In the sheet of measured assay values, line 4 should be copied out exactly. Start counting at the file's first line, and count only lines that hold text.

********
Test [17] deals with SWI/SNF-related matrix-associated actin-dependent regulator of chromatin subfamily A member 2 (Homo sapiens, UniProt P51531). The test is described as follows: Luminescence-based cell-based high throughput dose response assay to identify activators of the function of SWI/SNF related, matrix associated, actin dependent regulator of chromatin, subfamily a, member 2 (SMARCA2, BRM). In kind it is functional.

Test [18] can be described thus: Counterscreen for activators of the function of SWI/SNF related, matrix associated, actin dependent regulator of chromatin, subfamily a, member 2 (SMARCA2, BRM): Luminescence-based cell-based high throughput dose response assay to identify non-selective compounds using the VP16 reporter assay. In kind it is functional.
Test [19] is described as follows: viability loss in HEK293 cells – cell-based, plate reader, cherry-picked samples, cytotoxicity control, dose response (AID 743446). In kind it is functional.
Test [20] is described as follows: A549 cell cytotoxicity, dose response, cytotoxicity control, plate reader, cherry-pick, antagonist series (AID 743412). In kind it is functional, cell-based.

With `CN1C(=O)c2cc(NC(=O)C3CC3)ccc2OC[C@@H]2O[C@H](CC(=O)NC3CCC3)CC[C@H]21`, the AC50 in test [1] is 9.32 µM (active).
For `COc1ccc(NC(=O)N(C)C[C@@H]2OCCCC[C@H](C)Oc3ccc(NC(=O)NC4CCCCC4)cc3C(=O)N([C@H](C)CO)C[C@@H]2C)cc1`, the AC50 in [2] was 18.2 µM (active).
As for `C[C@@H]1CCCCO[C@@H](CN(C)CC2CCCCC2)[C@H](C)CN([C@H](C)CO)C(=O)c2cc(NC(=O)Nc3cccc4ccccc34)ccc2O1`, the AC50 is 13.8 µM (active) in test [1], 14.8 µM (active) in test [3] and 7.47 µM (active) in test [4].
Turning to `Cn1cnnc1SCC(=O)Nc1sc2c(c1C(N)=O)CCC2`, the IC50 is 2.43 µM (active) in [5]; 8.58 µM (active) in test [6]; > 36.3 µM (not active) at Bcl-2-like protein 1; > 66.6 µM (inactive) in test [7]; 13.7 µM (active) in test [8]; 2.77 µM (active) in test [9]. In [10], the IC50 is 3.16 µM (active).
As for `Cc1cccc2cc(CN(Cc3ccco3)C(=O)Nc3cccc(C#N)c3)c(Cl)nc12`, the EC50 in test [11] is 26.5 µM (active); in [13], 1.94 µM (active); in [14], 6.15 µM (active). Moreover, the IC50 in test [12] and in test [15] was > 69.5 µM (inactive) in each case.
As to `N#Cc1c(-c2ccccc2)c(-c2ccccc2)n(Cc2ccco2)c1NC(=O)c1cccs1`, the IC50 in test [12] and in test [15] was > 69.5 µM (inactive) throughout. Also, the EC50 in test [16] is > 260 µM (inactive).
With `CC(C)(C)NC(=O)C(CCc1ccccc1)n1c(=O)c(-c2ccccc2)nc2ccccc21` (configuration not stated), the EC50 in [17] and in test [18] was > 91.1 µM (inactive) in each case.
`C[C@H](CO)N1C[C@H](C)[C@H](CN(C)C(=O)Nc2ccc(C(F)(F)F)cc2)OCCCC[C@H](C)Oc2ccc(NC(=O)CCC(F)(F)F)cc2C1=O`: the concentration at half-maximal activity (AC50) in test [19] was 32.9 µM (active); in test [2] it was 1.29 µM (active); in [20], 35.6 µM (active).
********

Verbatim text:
Test [20] is described as follows: A549 cell cytotoxicity, dose response, cytotoxicity control, plate reader, cherry-pick, antagonist series (AID 743412). In kind it is functional, cell-based.